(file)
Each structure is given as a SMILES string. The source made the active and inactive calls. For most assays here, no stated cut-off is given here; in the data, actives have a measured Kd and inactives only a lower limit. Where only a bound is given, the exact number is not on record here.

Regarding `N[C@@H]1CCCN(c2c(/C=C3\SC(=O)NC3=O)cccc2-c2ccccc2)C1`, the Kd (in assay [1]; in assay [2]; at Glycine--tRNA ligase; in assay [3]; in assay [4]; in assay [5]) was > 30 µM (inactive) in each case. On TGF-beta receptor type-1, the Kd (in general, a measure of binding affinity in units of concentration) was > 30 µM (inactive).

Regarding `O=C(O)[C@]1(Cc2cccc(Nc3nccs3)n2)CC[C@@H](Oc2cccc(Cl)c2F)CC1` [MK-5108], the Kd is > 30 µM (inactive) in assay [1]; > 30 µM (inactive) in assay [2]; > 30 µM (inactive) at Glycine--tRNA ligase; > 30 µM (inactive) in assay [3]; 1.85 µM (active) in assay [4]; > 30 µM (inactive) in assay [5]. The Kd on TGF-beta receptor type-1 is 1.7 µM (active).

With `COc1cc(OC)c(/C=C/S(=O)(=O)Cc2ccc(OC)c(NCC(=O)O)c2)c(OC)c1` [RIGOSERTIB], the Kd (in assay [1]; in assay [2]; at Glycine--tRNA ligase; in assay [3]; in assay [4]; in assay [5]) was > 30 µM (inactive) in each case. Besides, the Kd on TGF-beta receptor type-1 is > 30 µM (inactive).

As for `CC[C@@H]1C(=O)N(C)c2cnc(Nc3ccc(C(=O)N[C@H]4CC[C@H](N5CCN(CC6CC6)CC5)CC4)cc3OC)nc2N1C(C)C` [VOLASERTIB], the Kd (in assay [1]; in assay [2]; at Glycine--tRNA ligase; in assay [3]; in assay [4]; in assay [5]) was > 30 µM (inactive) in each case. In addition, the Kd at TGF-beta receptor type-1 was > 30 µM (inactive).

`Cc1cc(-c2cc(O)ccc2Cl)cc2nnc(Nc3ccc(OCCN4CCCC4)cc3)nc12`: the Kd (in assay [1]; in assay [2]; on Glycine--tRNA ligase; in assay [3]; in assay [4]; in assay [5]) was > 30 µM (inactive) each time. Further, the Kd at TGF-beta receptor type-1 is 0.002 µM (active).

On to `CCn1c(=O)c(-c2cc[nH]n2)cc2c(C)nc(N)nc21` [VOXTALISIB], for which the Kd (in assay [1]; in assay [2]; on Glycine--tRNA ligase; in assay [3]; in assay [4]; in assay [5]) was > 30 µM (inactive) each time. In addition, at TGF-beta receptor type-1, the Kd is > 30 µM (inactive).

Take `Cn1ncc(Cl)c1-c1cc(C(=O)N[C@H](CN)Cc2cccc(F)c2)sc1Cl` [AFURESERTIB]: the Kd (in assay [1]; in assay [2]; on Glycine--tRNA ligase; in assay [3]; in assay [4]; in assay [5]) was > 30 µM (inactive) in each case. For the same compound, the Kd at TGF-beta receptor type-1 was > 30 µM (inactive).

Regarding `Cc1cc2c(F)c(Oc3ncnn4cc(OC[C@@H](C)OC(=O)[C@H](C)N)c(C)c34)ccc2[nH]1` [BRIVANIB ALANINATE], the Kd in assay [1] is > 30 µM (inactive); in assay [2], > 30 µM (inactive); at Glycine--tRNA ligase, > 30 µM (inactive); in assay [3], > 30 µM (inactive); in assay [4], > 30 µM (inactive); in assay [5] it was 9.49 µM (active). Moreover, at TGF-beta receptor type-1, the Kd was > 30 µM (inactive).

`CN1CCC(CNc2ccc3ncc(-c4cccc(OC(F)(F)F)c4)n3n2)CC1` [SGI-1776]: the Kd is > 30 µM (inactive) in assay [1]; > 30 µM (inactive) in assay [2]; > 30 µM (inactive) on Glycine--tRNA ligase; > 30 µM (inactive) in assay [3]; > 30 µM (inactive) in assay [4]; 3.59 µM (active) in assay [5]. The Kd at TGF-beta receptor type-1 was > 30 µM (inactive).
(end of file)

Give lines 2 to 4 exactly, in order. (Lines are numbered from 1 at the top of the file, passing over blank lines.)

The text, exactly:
Regarding `N[C@@H]1CCCN(c2c(/C=C3\SC(=O)NC3=O)cccc2-c2ccccc2)C1`, the Kd (in assay [1]; in assay [2]; at Glycine--tRNA ligase; in assay [3]; in assay [4]; in assay [5]) was > 30 µM (inactive) in each case. On TGF-beta receptor type-1, the Kd (in general, a measure of binding affinity in units of concentration) was > 30 µM (inactive).

Regarding `O=C(O)[C@]1(Cc2cccc(Nc3nccs3)n2)CC[C@@H](Oc2cccc(Cl)c2F)CC1` [MK-5108], the Kd is > 30 µM (inactive) in assay [1]; > 30 µM (inactive) in assay [2]; > 30 µM (inactive) at Glycine--tRNA ligase; > 30 µM (inactive) in assay [3]; 1.85 µM (active) in assay [4]; > 30 µM (inactive) in assay [5]. The Kd on TGF-beta receptor type-1 is 1.7 µM (active).

With `COc1cc(OC)c(/C=C/S(=O)(=O)Cc2ccc(OC)c(NCC(=O)O)c2)c(OC)c1` [RIGOSERTIB], the Kd (in assay [1]; in assay [2]; at Glycine--tRNA ligase; in assay [3]; in assay [4]; in assay [5]) was > 30 µM (inactive) in each case. Besides, the Kd on TGF-beta receptor type-1 is > 30 µM (inactive).